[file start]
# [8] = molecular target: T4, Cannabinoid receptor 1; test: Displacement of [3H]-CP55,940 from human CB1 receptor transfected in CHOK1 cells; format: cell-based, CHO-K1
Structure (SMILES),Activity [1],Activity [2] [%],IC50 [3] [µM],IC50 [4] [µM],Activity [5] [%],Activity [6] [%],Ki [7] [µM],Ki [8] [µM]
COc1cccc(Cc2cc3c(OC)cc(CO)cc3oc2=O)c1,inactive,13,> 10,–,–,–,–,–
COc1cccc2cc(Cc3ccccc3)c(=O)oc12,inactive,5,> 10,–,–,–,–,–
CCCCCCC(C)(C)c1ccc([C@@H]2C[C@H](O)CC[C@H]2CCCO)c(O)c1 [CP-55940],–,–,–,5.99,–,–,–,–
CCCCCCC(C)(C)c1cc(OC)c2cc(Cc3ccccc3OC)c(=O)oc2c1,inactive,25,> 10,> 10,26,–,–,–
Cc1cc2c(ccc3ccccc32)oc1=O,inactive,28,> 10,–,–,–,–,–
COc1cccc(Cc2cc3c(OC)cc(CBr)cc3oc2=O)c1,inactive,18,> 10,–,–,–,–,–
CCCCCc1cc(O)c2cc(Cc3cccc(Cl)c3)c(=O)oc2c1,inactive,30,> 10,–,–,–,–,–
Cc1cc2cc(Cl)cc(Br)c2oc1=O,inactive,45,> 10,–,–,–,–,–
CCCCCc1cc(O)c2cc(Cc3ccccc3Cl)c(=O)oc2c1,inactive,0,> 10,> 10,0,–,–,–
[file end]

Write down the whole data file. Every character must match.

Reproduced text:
# [8] = molecular target: T4, Cannabinoid receptor 1; test: Displacement of [3H]-CP55,940 from human CB1 receptor transfected in CHOK1 cells; format: cell-based, CHO-K1
Structure (SMILES),Activity [1],Activity [2] [%],IC50 [3] [µM],IC50 [4] [µM],Activity [5] [%],Activity [6] [%],Ki [7] [µM],Ki [8] [µM]
COc1cccc(Cc2cc3c(OC)cc(CO)cc3oc2=O)c1,inactive,13,> 10,–,–,–,–,–
COc1cccc2cc(Cc3ccccc3)c(=O)oc12,inactive,5,> 10,–,–,–,–,–
CCCCCCC(C)(C)c1ccc([C@@H]2C[C@H](O)CC[C@H]2CCCO)c(O)c1 [CP-55940],–,–,–,5.99,–,–,–,–
CCCCCCC(C)(C)c1cc(OC)c2cc(Cc3ccccc3OC)c(=O)oc2c1,inactive,25,> 10,> 10,26,–,–,–
Cc1cc2c(ccc3ccccc32)oc1=O,inactive,28,> 10,–,–,–,–,–
COc1cccc(Cc2cc3c(OC)cc(CBr)cc3oc2=O)c1,inactive,18,> 10,–,–,–,–,–
CCCCCc1cc(O)c2cc(Cc3cccc(Cl)c3)c(=O)oc2c1,inactive,30,> 10,–,–,–,–,–
Cc1cc2cc(Cl)cc(Br)c2oc1=O,inactive,45,> 10,–,–,–,–,–
CCCCCc1cc(O)c2cc(Cc3ccccc3Cl)c(=O)oc2c1,inactive,0,> 10,> 10,0,–,–,–